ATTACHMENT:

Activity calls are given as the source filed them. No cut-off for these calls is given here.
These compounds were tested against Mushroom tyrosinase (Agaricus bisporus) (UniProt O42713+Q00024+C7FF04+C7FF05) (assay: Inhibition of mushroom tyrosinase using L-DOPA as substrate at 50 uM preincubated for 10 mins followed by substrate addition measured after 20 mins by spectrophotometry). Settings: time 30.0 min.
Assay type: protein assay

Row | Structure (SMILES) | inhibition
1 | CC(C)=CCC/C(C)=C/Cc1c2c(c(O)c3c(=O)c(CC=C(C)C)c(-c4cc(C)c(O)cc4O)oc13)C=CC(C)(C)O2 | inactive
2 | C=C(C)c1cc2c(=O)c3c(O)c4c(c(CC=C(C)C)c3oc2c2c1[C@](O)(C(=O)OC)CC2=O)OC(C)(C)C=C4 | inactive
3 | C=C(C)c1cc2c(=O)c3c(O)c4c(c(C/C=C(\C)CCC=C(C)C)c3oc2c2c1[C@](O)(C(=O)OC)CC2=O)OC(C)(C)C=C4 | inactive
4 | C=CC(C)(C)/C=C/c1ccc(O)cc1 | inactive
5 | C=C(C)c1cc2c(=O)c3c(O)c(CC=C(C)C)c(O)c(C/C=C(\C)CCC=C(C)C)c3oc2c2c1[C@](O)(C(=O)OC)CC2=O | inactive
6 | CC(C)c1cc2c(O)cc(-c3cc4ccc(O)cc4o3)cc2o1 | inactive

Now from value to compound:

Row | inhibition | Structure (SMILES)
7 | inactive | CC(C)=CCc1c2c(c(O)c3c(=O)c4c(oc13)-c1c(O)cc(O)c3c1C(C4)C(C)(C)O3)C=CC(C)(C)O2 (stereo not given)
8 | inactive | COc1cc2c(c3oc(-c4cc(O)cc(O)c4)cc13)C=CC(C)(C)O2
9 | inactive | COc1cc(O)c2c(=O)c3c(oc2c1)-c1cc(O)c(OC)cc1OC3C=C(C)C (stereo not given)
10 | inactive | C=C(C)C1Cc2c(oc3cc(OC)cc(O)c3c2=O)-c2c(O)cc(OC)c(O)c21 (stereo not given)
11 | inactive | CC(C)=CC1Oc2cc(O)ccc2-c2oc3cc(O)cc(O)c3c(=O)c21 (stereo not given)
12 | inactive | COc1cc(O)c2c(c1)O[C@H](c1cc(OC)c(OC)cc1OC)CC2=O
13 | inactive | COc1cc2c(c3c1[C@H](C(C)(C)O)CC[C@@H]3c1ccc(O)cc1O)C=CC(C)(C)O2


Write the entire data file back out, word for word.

Activity calls are given as the source filed them. No cut-off for these calls is given here.
These compounds were tested against Mushroom tyrosinase (Agaricus bisporus) (UniProt O42713+Q00024+C7FF04+C7FF05) (assay: Inhibition of mushroom tyrosinase using L-DOPA as substrate at 50 uM preincubated for 10 mins followed by substrate addition measured after 20 mins by spectrophotometry). Settings: time 30.0 min.
Assay type: protein assay

Row | Structure (SMILES) | inhibition
1 | CC(C)=CCC/C(C)=C/Cc1c2c(c(O)c3c(=O)c(CC=C(C)C)c(-c4cc(C)c(O)cc4O)oc13)C=CC(C)(C)O2 | inactive
2 | C=C(C)c1cc2c(=O)c3c(O)c4c(c(CC=C(C)C)c3oc2c2c1[C@](O)(C(=O)OC)CC2=O)OC(C)(C)C=C4 | inactive
3 | C=C(C)c1cc2c(=O)c3c(O)c4c(c(C/C=C(\C)CCC=C(C)C)c3oc2c2c1[C@](O)(C(=O)OC)CC2=O)OC(C)(C)C=C4 | inactive
4 | C=CC(C)(C)/C=C/c1ccc(O)cc1 | inactive
5 | C=C(C)c1cc2c(=O)c3c(O)c(CC=C(C)C)c(O)c(C/C=C(\C)CCC=C(C)C)c3oc2c2c1[C@](O)(C(=O)OC)CC2=O | inactive
6 | CC(C)c1cc2c(O)cc(-c3cc4ccc(O)cc4o3)cc2o1 | inactive

Now from value to compound:

Row | inhibition | Structure (SMILES)
7 | inactive | CC(C)=CCc1c2c(c(O)c3c(=O)c4c(oc13)-c1c(O)cc(O)c3c1C(C4)C(C)(C)O3)C=CC(C)(C)O2 (stereo not given)
8 | inactive | COc1cc2c(c3oc(-c4cc(O)cc(O)c4)cc13)C=CC(C)(C)O2
9 | inactive | COc1cc(O)c2c(=O)c3c(oc2c1)-c1cc(O)c(OC)cc1OC3C=C(C)C (stereo not given)
10 | inactive | C=C(C)C1Cc2c(oc3cc(OC)cc(O)c3c2=O)-c2c(O)cc(OC)c(O)c21 (stereo not given)
11 | inactive | CC(C)=CC1Oc2cc(O)ccc2-c2oc3cc(O)cc(O)c3c(=O)c21 (stereo not given)
12 | inactive | COc1cc(O)c2c(c1)O[C@H](c1cc(OC)c(OC)cc1OC)CC2=O
13 | inactive | COc1cc2c(c3c1[C@H](C(C)(C)O)CC[C@@H]3c1ccc(O)cc1O)C=CC(C)(C)O2